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UPDATED: Few volunteers turn out early as sandbag filling gets under way in Moorhead, Fargo

UPDATED 3 p.m.

UPDATED 3 p.m.

Early turnout for filling sandbags was light today in Fargo and Moorhead, as the cities began the process of filling sandbags ahead of this year's expected flooding.

Fargo is aiming to make 1 million sandbags by March 17. Moorhead wants to have 300,000 sandbags ready in three weeks.

Sandbag filling began at 8 a.m. in Fargo at the city's solid waste utility building, also called Sandbag Central. By 11:30, only 23 volunteers had signed in. They were joined by about 20 Cass County Jail inmates and volunteers from the Fire Department.

That meant only one of the facility's three sandbag spider machines was operating.


Enterprise Director Bruce Grubb said the facility could easily use 200 volunteers an hour, with 60 people apiece on the sandbag spiders.

Grubb and other officials said they expected more volunteers to show up in the late afternoon and evening as North Dakota State University and local schools got out, and later still as the workday ended.

"We would be shocked if it was this light this evening," Grubb said.

Another 30 Oak Grove Lutheran School students were to join the group early in the afternoon.

Grubb said the goal for now is to put out at least 100,000 sandbags a day.

Fargo volunteers were urged to go to the Coliseum,807 17th Ave. N., where they can sign up and be bused to Sandbag Central.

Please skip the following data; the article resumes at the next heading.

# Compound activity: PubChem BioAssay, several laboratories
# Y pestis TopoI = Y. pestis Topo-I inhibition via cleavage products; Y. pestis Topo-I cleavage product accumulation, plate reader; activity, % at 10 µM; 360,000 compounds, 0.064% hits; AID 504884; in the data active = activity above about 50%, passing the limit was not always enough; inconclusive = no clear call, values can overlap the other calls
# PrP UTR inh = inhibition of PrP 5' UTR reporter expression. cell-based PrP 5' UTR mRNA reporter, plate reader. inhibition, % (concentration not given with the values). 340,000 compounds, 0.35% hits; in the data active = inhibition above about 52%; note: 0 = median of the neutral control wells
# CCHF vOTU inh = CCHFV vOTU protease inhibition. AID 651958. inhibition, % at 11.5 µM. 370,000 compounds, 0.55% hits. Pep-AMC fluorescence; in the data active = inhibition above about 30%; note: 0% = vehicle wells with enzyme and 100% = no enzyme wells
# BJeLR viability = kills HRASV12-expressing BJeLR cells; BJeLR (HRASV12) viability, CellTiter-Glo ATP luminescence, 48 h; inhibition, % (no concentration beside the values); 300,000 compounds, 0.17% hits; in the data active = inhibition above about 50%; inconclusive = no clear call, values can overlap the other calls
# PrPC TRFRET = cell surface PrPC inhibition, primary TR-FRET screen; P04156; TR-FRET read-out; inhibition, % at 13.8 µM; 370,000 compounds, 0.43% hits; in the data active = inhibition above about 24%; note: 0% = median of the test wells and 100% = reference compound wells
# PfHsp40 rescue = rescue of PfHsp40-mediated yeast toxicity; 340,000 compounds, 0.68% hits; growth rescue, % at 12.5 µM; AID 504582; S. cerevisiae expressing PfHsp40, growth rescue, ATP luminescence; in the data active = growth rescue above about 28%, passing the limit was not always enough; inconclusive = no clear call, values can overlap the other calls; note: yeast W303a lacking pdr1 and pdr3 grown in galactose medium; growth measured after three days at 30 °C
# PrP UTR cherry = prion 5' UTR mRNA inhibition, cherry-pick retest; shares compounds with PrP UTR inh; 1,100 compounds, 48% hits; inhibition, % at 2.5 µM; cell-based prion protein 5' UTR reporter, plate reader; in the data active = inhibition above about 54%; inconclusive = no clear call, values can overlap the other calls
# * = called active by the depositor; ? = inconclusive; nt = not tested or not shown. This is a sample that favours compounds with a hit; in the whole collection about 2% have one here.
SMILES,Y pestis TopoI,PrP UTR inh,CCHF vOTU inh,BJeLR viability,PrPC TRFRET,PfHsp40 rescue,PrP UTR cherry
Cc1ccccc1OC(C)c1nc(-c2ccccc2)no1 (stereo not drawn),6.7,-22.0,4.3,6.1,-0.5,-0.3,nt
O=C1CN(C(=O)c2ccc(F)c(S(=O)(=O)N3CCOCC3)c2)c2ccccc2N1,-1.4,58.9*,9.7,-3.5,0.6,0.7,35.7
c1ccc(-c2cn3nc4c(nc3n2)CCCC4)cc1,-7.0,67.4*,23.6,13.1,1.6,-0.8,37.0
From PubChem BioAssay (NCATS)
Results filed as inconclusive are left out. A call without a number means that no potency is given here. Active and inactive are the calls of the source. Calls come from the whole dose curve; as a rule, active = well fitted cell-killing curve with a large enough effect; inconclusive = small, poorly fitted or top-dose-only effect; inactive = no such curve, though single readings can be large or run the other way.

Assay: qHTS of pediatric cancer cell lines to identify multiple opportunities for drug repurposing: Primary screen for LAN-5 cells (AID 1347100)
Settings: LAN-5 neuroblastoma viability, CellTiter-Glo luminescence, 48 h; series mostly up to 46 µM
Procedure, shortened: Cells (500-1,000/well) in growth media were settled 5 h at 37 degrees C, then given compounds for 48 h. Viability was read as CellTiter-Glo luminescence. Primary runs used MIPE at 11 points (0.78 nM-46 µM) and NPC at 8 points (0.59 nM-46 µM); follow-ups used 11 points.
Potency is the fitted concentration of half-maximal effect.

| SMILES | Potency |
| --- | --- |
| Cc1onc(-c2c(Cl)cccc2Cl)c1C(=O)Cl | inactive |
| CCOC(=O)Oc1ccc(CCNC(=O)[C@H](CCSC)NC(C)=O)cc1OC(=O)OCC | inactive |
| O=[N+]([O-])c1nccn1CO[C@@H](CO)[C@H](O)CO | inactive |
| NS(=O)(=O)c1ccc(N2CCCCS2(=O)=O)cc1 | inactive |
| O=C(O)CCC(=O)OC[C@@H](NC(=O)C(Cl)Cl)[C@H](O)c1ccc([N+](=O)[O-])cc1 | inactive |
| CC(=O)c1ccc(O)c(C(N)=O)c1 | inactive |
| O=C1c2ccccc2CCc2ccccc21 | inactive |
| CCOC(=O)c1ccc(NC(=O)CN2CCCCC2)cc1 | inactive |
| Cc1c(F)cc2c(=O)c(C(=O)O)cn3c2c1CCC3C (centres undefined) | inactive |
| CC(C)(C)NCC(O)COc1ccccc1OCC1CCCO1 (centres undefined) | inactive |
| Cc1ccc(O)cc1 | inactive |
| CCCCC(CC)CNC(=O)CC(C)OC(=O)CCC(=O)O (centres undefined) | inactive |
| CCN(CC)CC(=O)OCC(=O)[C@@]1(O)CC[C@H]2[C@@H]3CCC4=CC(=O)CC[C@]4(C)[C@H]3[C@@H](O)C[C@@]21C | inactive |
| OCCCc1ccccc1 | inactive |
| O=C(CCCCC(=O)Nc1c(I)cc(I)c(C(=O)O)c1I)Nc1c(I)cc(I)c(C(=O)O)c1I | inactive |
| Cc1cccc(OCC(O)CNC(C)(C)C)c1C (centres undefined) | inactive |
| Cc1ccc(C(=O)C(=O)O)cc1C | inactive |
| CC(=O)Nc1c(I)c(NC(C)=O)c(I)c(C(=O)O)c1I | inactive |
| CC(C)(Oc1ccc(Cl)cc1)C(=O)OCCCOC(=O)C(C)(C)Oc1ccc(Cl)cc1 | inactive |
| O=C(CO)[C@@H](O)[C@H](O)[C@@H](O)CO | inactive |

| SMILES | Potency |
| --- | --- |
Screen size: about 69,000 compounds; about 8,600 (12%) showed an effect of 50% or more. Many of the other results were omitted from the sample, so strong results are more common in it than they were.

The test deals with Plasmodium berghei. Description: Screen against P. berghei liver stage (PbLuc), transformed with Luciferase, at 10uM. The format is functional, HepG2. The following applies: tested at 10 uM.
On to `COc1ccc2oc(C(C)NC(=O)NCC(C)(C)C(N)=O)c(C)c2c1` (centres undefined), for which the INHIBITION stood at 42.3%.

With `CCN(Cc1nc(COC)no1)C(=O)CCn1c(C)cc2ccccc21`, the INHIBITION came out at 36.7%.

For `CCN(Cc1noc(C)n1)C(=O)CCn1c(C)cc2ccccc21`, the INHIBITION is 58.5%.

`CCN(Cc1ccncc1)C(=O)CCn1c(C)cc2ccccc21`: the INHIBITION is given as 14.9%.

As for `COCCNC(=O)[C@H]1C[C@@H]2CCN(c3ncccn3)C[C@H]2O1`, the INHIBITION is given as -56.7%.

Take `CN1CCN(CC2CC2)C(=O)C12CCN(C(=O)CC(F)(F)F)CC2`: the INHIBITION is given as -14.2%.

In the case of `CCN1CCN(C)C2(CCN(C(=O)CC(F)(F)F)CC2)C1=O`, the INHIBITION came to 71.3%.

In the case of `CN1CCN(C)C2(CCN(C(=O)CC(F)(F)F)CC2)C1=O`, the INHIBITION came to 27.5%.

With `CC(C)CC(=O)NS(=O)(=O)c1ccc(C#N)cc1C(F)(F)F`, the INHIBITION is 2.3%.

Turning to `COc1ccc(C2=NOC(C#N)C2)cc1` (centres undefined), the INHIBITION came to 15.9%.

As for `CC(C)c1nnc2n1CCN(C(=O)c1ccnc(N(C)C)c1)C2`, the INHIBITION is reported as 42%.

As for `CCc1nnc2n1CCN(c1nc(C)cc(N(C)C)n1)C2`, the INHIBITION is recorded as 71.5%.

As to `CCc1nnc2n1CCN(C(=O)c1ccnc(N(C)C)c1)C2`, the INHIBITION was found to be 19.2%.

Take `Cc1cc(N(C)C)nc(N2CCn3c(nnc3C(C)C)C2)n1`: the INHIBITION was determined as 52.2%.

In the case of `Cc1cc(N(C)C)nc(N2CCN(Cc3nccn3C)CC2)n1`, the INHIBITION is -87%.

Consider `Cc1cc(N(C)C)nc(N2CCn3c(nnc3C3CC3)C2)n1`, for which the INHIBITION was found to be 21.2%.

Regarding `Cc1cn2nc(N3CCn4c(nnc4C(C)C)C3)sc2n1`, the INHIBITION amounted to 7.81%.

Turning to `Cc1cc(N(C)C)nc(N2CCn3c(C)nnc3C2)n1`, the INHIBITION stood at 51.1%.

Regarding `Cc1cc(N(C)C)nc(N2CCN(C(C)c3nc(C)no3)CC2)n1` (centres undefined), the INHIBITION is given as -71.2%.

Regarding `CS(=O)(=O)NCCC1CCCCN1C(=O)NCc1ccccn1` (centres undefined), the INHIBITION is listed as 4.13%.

Sandbagging will run 8 a.m. to 8 p.m. Monday through Saturday until the goal is met, Fargo officials said.

In Moorhead, Operations Manager Chad Martin told WDAY Radio at 7:30 a.m. that about 15 volunteers were on hand, and there's easily room - and the need for - 100 volunteers.


Volunteers are asked to report to the public works garage at 700 15th Ave. N., by the toll bridge.

Martin said he expects a bigger turnout as the day continues.

Hours for the Moorhead sandbag filling operation are 7 a.m. to 7 p.m. Monday through Saturday and noon to 7 p.m. Sunday.

A carrot for Fargo volunteers was the Denny's Bucks for Bags program.

The program, named after Fargo Mayor Dennis Walaker, offers volunteer groups a chance to earn $75 for every 100 hours they accumulate, plus $50 for every 500 hours donated, and other dollar incentives.

The Fargo facility had Salvation Army volunteers on duty with food and beverages, and gloves, earplugs and eye protection was also available for volunteers who had forgotten any of those items.

Volunteer sandbagging locations

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